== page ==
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GreedyPlus: An Algorithm for the Alignment of Interface Interaction Networks.

Law B, Bader GD - Sci Rep (2015)

Bottom Line: The increasing ease and accuracy of protein-protein interaction detection has resulted in the ability to map the interactomes of multiple species.We now have an opportunity to compare species to better understand how interactomes evolve.GreedyPlus is fast and simple, allowing for easy customization of behaviour, yet still capable of generating biologically meaningful network alignments.

View Article: PubMed Central - PubMed

Affiliation: 1] Department of Computer Science, University of Toronto, Toronto, ON, Canada [2] The Donnelly Centre, University of Toronto, Toronto, ON, Canada.

ABSTRACT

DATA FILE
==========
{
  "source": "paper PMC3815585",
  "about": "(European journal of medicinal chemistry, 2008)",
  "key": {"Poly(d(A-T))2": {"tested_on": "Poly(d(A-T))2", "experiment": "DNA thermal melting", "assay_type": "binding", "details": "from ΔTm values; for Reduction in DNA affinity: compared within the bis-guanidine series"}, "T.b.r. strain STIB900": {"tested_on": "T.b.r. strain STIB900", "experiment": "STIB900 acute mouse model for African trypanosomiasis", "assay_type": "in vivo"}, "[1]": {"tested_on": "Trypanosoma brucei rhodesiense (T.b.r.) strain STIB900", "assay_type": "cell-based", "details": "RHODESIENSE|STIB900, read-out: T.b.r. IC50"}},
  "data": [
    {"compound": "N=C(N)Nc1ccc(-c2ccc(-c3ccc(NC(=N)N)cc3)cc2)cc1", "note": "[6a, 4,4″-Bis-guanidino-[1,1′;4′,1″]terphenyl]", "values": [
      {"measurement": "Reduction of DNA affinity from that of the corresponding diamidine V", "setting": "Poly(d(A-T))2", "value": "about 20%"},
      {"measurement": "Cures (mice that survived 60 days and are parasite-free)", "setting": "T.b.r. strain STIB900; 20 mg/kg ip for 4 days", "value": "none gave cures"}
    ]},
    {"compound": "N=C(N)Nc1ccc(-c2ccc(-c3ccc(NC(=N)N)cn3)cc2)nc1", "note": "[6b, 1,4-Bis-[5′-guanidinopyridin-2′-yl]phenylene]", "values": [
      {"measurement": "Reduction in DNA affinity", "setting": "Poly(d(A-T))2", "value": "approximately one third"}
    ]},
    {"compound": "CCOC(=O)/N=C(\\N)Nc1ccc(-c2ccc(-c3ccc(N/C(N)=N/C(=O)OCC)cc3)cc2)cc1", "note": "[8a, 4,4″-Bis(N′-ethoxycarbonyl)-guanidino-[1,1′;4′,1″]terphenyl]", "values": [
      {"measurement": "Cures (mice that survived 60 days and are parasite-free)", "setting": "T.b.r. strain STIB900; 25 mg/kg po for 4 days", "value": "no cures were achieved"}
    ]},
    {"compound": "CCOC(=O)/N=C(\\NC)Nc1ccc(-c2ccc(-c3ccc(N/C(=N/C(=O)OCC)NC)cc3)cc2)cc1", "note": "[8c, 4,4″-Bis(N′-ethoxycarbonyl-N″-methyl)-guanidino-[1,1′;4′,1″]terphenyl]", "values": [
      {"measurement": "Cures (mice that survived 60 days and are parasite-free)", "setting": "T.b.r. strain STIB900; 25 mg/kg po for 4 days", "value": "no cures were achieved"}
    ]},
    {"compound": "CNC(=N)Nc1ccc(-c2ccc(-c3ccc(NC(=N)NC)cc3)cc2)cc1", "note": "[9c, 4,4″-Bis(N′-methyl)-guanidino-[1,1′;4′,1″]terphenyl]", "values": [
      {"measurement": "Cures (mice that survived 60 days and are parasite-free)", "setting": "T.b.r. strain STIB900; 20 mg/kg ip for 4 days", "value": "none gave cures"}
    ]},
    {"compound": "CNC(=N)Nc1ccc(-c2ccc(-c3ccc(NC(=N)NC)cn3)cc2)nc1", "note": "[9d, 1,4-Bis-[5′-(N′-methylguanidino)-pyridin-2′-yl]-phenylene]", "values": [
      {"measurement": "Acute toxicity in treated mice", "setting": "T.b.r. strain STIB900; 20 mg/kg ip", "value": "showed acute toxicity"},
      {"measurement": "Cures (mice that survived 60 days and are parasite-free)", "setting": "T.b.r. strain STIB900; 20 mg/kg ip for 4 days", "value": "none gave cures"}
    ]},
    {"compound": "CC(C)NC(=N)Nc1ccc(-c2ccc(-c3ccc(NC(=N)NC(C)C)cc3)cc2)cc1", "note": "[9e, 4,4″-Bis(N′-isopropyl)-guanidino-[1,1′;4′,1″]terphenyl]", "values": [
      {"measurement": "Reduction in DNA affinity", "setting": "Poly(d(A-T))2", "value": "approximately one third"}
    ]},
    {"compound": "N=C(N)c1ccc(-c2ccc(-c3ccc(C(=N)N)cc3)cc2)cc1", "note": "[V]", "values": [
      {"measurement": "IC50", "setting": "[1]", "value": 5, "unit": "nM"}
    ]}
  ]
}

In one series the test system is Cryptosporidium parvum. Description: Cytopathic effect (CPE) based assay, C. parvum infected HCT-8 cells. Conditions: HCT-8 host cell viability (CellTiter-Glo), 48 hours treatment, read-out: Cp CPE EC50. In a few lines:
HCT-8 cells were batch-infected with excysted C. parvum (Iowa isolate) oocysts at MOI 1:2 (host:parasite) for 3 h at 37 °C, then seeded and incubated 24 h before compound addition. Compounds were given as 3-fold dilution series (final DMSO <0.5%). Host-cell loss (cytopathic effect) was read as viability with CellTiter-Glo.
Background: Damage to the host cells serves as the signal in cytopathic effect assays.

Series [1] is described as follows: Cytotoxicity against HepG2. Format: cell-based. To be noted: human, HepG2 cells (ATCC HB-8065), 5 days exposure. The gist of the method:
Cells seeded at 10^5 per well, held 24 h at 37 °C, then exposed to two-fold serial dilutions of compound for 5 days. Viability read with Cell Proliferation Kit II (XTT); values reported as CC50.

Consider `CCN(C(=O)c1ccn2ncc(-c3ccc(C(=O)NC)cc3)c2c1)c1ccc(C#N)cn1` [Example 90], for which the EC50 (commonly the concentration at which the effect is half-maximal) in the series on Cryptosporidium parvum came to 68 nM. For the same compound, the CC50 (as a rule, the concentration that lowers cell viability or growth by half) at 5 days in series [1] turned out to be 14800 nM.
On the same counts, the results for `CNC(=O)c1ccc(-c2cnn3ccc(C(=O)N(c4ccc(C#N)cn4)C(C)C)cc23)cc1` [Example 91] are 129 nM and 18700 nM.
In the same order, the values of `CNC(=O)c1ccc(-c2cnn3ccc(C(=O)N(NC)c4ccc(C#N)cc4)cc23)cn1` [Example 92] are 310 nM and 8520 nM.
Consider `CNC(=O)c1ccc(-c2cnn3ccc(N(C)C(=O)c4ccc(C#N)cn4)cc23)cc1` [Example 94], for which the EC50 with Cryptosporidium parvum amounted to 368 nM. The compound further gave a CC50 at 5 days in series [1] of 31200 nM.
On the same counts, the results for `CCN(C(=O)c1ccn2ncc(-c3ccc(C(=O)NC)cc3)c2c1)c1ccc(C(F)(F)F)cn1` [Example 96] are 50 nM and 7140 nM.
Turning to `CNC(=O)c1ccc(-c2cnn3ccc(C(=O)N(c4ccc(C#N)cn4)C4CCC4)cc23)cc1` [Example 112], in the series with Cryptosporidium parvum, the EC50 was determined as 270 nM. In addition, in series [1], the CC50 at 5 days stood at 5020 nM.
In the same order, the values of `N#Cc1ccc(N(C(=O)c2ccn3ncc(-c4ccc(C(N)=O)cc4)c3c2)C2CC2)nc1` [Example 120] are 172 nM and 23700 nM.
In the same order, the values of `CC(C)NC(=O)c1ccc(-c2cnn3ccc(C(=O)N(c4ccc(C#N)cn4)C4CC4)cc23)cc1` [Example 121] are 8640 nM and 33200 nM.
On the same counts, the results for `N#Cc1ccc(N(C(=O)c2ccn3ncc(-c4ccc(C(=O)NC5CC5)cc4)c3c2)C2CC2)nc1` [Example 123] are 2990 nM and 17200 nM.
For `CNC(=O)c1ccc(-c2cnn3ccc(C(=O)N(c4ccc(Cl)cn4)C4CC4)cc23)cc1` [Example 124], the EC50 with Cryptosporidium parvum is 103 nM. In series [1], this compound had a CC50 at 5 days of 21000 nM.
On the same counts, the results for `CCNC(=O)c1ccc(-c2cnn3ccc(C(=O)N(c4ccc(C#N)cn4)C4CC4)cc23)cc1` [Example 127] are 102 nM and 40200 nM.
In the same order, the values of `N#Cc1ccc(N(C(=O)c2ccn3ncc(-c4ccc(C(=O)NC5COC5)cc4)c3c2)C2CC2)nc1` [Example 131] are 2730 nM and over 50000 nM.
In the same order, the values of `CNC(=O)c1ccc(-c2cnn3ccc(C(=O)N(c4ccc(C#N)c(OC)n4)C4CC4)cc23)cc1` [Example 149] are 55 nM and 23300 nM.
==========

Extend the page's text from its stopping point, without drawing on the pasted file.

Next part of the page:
The increasing ease and accuracy of protein-protein interaction detection has resulted in the ability to map the interactomes of multiple species. We now have an opportunity to compare species to better understand how interactomes evolve. As DNA and protein sequence alignment algorithms were required for comparative genomics, network alignment algorithms are required for comparative interactomics. A number of network alignment methods have been developed for protein-protein interaction networks, where proteins are represented as vertices linked by edges if they interact. Recently, protein interactions have been mapped at the level of amino acid positions, which can be represented as an interface-interaction network (IIN), where vertices represent binding sites, such as protein domains and short sequence motifs. However, current algorithms are not designed to align these networks and generally fail to do so in practice. We present a greedy algorithm, GreedyPlus, for IIN alignment, combining data from diverse sources, including network, protein and binding site properties, to identify putative orthologous relationships between interfaces in available worm and yeast data. GreedyPlus is fast and simple, allowing for easy customization of behaviour, yet still capable of generating biologically meaningful network alignments.